Vibraphone mallets are made the same, but most often, they will have a coned top and look like a teardrop. They also typically use a heavier yarn, called cord, which allows the strike to be harder against the metal instrument.

You might use these mallets interchangeably sometimes, but it’s important to know why you’re reaching for a certain set of mallets to protect your instrument and improve your sound. Read our guide to become an expert!

What type of music can you play on a xylophone vs. marimba?

We’ve already established marimbas reach into lower octaves, while xylophones are made in higher octaves. This has everything to do with the kinds of music you can play. Xylophones have a bright, cutting sound and are awesome for solo work. 

Marimbas are their own accompaniment. The reason marimba players use four mallets is so they can play the melody in their right hand and accompany themselves in their left. 

Here’s an awesome example of what we’re talking about. Naoko Takada is a big name in marimba, and her rendition of Memories perfectly captures the style of playing we’ve described. 

Xylophone is perfect for solo work in large groups because of its loud, staccato sound. A xylophone player can cut through the noise of the group to showcase a melody, and it often does.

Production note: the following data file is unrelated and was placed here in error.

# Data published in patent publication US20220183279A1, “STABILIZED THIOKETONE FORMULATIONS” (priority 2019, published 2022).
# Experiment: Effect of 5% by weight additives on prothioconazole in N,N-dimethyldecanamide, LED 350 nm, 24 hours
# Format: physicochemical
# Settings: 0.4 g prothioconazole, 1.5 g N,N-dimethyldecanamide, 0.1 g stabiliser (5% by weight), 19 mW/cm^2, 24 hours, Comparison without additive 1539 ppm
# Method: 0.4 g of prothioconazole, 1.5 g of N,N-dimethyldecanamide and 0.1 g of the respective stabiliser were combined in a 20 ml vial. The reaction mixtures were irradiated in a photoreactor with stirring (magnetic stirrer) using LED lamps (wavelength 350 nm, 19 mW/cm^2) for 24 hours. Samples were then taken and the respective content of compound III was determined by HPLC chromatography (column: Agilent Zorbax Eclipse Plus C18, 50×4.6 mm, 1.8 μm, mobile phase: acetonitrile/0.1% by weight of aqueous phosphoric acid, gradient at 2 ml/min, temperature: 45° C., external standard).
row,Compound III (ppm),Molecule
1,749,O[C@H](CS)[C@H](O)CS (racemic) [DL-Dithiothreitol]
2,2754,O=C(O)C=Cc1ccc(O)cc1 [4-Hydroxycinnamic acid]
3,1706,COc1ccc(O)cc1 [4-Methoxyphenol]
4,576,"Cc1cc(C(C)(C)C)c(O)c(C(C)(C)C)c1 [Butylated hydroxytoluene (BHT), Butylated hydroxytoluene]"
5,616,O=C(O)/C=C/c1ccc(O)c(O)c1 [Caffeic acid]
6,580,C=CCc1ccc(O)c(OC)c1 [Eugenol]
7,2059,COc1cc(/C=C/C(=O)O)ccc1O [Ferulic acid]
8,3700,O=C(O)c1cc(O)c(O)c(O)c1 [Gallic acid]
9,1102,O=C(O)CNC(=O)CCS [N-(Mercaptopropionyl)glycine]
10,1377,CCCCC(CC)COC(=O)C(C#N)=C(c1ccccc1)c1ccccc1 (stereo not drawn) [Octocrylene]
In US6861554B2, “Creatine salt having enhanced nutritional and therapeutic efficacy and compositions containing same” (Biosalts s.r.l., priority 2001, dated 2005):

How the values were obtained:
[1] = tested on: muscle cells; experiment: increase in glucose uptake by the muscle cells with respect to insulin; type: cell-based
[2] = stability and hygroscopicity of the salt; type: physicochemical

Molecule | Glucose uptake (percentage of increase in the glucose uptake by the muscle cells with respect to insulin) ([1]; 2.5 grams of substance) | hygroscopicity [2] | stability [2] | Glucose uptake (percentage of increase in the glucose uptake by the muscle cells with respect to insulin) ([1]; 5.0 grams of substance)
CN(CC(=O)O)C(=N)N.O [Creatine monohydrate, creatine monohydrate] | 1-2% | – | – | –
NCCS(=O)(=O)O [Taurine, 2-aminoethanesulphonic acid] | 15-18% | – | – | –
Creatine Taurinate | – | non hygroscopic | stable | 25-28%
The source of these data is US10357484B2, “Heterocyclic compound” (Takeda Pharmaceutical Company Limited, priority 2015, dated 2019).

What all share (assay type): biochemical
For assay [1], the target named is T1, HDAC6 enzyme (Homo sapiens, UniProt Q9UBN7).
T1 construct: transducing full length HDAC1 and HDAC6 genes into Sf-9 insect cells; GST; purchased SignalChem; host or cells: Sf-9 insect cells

An iconic style of music for xylophone is the ragtime genre. Xylophone is perfectly suited to the bouncy melodies and lightning quick pace. George Hamilton Green writes the most iconic ragtime solos and primers for xylophone, and you can check out an example of the sound here

Noteworthy mallet percussion soloists 

Let’s talk a little bit about some of the noteworthy mallet percussion soloists before we wrap up. If you’re interested in listening to some amazing percussion pieces, YouTube these musicians.

Ney Rosauro 

A Brazil native, Ney Rosauro is one of the biggest names in mallet percussion, especially vibraphone. He has his own line of mallets with Vic Firth that I use personally – you can’t beat their sound on vibraphone or marimba! Here’s a link to some of his work. You can also find him on Spotify, and you definitely should so you can listen to his EP that came out last year.

Naoko Takada 

We mentioned her earlier, but Takada is a fantastic player known for fantastic marimba styling. She is sponsored by Yamaha and gives lecture tours in the United States. I was privileged enough to attend one of her master classes myself. If you have two ears and a heart, don’t miss her cover of Yesterday by Paul McCartney and so much more available on her website

Clair Omar Musser

No longer touring due to being dead since 1998, we wouldn’t be good stewards of the craft if I didn’t mention Musser. His name is on many of the best instruments in the world because he arguably made mallet percussion what it is today. He put together entire marimba orchestras, created custom instruments, and so much more. 

Xylophone vs Marimba vs Vibraphone – Final thoughts

Mallet percussion is an often misunderstood family of instruments because they all look a little bit alike to the untrained eye. They couldn’t sound more different, though, and when it comes to playing, the xylophone, marimba, and vibraphone all have moments where they shine. 

Let us know in a comment what you think. Which of these is your favorite to play? I have owned both a marimba and xylophone, but it was always a treat to get to rock out on a good set of vibes. Pedaling just makes you feel awesome, doesn’t it?